…or it might stress you out.
In Richard Russo‘s new memoir, Elsewhere, he tracks his codependent relationship with his mother from his childhood to the months following her death. Richard grew up as the only child of a can-do single mother in the aging mill town of Gloversville, NY. It was his mother who was among the first women working at GE in nearby Schenectady, NY. And years later it was his mother who rode with him across the country in a beat-up car to college in Arizona. Both were ready for a new start in life. And as Rick worked his way through his academic and fiction writing career, earning literary awards, and earning their way out of the working class, mom insisted on living near her “rock” of a son, and insinuating herself into his life. Afterall, she had nobody else.
As I read this book, I thought of my father caring for his mother (both single) at the end of her life, and of many of my friends currently caring for their parents. It is so difficult not to feel resentment or a sense of “burden” as the sole caregiver. Aside from recent work on “zen caretaking,” most of us have a hard time with dependency in a culture that values the opposite. And that’s just the tension that exists in Russo’s tale – a mother who is a die-hard stubborn independent continues this performance for some time, despite functional potential to the contrary. How does a caregiver honor that constant push for autonomy while at the same time being genuine and true?
Richard doesn’t answer these questions – it is only, perhaps, in writing the book after her death, and looking back on their parallel trajectories, that strands of understanding and forgiveness emerge. The reader benefits from starting at the beginning in Gloverville, NY, where mom fought hard for health, love, work, and family. Learning the ins and outs of their relationship as mother and son helps one to understand how the Russos negotiate the future together, as the stubborn yet resilient Joan and Rick together confront hurdles associated with genetics, health, aging, and even dying. In some ways, Joan was unlucky when it came to health and love. A generation later, Rick was the opposite.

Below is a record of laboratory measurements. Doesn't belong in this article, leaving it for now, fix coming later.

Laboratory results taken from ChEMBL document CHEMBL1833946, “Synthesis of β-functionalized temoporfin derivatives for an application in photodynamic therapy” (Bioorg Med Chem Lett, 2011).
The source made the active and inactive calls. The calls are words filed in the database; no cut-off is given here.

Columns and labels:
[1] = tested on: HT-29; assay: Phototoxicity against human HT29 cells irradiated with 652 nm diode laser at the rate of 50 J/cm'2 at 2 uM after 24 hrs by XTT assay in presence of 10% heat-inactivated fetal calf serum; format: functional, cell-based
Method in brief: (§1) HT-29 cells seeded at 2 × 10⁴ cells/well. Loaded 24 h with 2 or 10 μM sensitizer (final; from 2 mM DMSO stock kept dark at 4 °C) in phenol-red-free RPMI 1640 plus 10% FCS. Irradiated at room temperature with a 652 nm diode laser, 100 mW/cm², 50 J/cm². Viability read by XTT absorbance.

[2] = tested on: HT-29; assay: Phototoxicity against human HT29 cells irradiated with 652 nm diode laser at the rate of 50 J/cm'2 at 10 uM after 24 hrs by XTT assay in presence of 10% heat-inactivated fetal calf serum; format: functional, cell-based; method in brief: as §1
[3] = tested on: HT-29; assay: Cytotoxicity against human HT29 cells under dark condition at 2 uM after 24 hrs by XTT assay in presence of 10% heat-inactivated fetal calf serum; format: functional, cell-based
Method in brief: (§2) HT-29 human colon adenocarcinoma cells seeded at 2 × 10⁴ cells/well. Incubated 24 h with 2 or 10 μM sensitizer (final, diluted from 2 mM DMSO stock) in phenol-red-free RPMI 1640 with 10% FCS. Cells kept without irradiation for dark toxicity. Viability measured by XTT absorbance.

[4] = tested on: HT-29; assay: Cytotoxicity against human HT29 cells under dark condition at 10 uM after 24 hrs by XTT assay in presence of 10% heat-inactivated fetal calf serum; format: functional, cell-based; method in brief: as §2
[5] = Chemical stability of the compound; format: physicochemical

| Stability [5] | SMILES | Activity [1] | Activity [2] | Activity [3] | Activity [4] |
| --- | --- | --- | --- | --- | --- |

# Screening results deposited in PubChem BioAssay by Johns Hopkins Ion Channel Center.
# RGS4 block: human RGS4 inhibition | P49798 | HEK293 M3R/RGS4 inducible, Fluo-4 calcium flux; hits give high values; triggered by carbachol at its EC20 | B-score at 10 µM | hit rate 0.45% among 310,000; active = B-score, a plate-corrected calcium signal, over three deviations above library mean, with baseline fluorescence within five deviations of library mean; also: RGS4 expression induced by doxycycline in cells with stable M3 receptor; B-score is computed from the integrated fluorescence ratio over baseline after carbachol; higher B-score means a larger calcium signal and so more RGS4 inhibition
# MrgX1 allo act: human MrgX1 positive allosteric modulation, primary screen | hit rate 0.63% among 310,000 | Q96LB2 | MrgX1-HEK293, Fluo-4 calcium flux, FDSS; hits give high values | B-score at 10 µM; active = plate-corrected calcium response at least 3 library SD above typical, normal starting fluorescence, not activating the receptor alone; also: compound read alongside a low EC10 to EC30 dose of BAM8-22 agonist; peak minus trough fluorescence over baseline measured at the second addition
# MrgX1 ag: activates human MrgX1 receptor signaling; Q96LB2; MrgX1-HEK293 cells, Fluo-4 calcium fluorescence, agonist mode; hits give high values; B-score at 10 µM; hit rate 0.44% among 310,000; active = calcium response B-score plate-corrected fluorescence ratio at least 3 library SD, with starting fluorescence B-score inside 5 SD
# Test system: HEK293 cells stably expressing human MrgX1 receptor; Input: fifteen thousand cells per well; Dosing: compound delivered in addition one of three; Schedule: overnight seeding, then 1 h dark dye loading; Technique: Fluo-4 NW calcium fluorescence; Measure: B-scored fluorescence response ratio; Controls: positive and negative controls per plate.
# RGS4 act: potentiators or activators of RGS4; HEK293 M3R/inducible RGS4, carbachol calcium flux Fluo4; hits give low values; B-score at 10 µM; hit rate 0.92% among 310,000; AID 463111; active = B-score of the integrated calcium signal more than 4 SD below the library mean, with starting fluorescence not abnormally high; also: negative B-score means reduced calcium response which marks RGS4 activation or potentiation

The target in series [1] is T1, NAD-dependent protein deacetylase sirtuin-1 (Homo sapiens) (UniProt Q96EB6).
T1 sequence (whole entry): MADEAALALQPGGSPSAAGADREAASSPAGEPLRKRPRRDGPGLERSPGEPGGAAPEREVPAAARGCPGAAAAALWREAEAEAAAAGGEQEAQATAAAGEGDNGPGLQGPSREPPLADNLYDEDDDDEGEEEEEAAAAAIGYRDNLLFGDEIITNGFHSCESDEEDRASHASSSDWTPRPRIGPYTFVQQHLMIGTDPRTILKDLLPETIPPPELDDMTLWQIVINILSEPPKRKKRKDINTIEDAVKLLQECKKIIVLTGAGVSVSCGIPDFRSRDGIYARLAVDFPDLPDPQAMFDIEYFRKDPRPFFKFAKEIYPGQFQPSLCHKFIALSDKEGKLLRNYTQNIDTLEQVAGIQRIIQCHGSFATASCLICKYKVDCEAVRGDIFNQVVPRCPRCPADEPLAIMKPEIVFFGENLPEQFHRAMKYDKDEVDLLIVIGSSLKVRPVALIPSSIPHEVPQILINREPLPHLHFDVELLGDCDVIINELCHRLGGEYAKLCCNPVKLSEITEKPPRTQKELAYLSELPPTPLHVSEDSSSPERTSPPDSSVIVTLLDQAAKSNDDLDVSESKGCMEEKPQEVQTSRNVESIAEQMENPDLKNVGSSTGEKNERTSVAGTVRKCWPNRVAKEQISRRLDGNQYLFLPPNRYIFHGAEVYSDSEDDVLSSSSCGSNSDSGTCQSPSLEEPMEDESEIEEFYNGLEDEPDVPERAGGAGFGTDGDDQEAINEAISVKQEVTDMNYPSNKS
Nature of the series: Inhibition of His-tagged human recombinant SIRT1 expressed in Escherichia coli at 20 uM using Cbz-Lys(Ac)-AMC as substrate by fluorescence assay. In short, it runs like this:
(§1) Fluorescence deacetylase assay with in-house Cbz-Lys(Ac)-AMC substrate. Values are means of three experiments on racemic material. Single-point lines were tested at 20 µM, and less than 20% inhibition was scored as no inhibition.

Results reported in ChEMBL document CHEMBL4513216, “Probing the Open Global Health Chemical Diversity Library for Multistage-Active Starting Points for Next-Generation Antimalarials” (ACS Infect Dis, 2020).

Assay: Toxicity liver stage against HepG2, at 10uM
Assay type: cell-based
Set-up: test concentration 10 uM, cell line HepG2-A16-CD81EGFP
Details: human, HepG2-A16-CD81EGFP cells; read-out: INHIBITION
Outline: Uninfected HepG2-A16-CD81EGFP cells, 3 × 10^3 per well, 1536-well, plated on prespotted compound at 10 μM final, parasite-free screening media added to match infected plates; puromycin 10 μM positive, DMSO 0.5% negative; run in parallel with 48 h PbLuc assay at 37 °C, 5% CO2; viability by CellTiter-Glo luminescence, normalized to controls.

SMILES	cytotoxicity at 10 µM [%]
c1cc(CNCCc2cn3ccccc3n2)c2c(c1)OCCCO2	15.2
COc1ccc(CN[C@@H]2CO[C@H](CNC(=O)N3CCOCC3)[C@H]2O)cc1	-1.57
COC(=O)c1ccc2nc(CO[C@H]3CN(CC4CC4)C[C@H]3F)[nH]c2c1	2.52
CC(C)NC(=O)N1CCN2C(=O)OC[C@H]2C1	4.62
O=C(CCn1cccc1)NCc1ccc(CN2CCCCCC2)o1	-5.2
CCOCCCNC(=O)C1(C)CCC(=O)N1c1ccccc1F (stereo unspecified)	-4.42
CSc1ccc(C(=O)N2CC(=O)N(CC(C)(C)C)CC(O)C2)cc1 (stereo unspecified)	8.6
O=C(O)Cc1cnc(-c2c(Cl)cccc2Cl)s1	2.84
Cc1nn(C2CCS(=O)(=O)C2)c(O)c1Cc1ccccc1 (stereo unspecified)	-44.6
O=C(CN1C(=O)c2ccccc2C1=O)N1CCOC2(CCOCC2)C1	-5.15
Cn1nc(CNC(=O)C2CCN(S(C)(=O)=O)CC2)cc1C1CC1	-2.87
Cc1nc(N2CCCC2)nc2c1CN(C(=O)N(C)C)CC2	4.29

Many readers will probably relate to the traditional caregiving moments, especially when the story becomes a resigned “we moved mom to this place, and she didn’t like it, so we moved her again.” But under-girding the moves, the interpersonal tensions and challenges are the more interesting part of the memoir – the ways in which selves are woven into places and rituals and social mores.
I wanted this book to double as a memoir about one of my favorite authors, as well as a how-to book for caring for our parents. In many ways, it delivers on both. Most of all, it reminds us that whatever stage we find ourselves at, we all tremble constantly on the tightrope between autonomy and dependence.